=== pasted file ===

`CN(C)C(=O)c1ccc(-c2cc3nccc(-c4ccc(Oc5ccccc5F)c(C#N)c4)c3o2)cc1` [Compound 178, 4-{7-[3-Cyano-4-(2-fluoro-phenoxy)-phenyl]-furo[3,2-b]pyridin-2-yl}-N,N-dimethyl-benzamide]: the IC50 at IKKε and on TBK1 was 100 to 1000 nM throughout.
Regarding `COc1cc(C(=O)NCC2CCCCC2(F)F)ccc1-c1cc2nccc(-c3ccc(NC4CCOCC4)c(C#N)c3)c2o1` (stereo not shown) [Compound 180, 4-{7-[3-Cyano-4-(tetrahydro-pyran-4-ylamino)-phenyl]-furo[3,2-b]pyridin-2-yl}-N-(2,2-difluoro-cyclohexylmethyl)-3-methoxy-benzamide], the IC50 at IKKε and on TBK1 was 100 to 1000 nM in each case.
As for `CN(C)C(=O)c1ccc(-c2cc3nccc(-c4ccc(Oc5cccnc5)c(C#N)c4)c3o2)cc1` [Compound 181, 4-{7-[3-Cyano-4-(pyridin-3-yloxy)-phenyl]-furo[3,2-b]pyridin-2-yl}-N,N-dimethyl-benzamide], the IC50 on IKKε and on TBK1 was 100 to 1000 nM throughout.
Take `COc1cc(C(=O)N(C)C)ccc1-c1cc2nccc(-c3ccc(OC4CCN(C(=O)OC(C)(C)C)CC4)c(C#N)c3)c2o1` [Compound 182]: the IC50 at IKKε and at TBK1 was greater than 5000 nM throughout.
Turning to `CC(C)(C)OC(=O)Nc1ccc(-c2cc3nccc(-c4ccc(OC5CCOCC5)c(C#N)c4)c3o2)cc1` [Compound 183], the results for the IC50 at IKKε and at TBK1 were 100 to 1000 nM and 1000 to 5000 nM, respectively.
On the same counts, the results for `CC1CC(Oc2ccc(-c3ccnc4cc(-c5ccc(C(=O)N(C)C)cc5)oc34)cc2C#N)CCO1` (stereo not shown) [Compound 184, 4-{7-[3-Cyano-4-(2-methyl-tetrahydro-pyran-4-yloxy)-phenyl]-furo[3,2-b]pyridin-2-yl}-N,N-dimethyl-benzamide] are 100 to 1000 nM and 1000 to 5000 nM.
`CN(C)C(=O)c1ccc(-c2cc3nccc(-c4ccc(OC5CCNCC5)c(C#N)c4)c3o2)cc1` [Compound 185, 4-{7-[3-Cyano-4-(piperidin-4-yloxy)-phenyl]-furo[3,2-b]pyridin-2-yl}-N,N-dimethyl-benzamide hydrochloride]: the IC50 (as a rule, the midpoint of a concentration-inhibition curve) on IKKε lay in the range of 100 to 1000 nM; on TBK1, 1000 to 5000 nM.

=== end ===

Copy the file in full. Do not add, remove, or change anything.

`CN(C)C(=O)c1ccc(-c2cc3nccc(-c4ccc(Oc5ccccc5F)c(C#N)c4)c3o2)cc1` [Compound 178, 4-{7-[3-Cyano-4-(2-fluoro-phenoxy)-phenyl]-furo[3,2-b]pyridin-2-yl}-N,N-dimethyl-benzamide]: the IC50 at IKKε and on TBK1 was 100 to 1000 nM throughout.
Regarding `COc1cc(C(=O)NCC2CCCCC2(F)F)ccc1-c1cc2nccc(-c3ccc(NC4CCOCC4)c(C#N)c3)c2o1` (stereo not shown) [Compound 180, 4-{7-[3-Cyano-4-(tetrahydro-pyran-4-ylamino)-phenyl]-furo[3,2-b]pyridin-2-yl}-N-(2,2-difluoro-cyclohexylmethyl)-3-methoxy-benzamide], the IC50 at IKKε and on TBK1 was 100 to 1000 nM in each case.
As for `CN(C)C(=O)c1ccc(-c2cc3nccc(-c4ccc(Oc5cccnc5)c(C#N)c4)c3o2)cc1` [Compound 181, 4-{7-[3-Cyano-4-(pyridin-3-yloxy)-phenyl]-furo[3,2-b]pyridin-2-yl}-N,N-dimethyl-benzamide], the IC50 on IKKε and on TBK1 was 100 to 1000 nM throughout.
Take `COc1cc(C(=O)N(C)C)ccc1-c1cc2nccc(-c3ccc(OC4CCN(C(=O)OC(C)(C)C)CC4)c(C#N)c3)c2o1` [Compound 182]: the IC50 at IKKε and at TBK1 was greater than 5000 nM throughout.
Turning to `CC(C)(C)OC(=O)Nc1ccc(-c2cc3nccc(-c4ccc(OC5CCOCC5)c(C#N)c4)c3o2)cc1` [Compound 183], the results for the IC50 at IKKε and at TBK1 were 100 to 1000 nM and 1000 to 5000 nM, respectively.
On the same counts, the results for `CC1CC(Oc2ccc(-c3ccnc4cc(-c5ccc(C(=O)N(C)C)cc5)oc34)cc2C#N)CCO1` (stereo not shown) [Compound 184, 4-{7-[3-Cyano-4-(2-methyl-tetrahydro-pyran-4-yloxy)-phenyl]-furo[3,2-b]pyridin-2-yl}-N,N-dimethyl-benzamide] are 100 to 1000 nM and 1000 to 5000 nM.
`CN(C)C(=O)c1ccc(-c2cc3nccc(-c4ccc(OC5CCNCC5)c(C#N)c4)c3o2)cc1` [Compound 185, 4-{7-[3-Cyano-4-(piperidin-4-yloxy)-phenyl]-furo[3,2-b]pyridin-2-yl}-N,N-dimethyl-benzamide hydrochloride]: the IC50 (as a rule, the midpoint of a concentration-inhibition curve) on IKKε lay in the range of 100 to 1000 nM; on TBK1, 1000 to 5000 nM.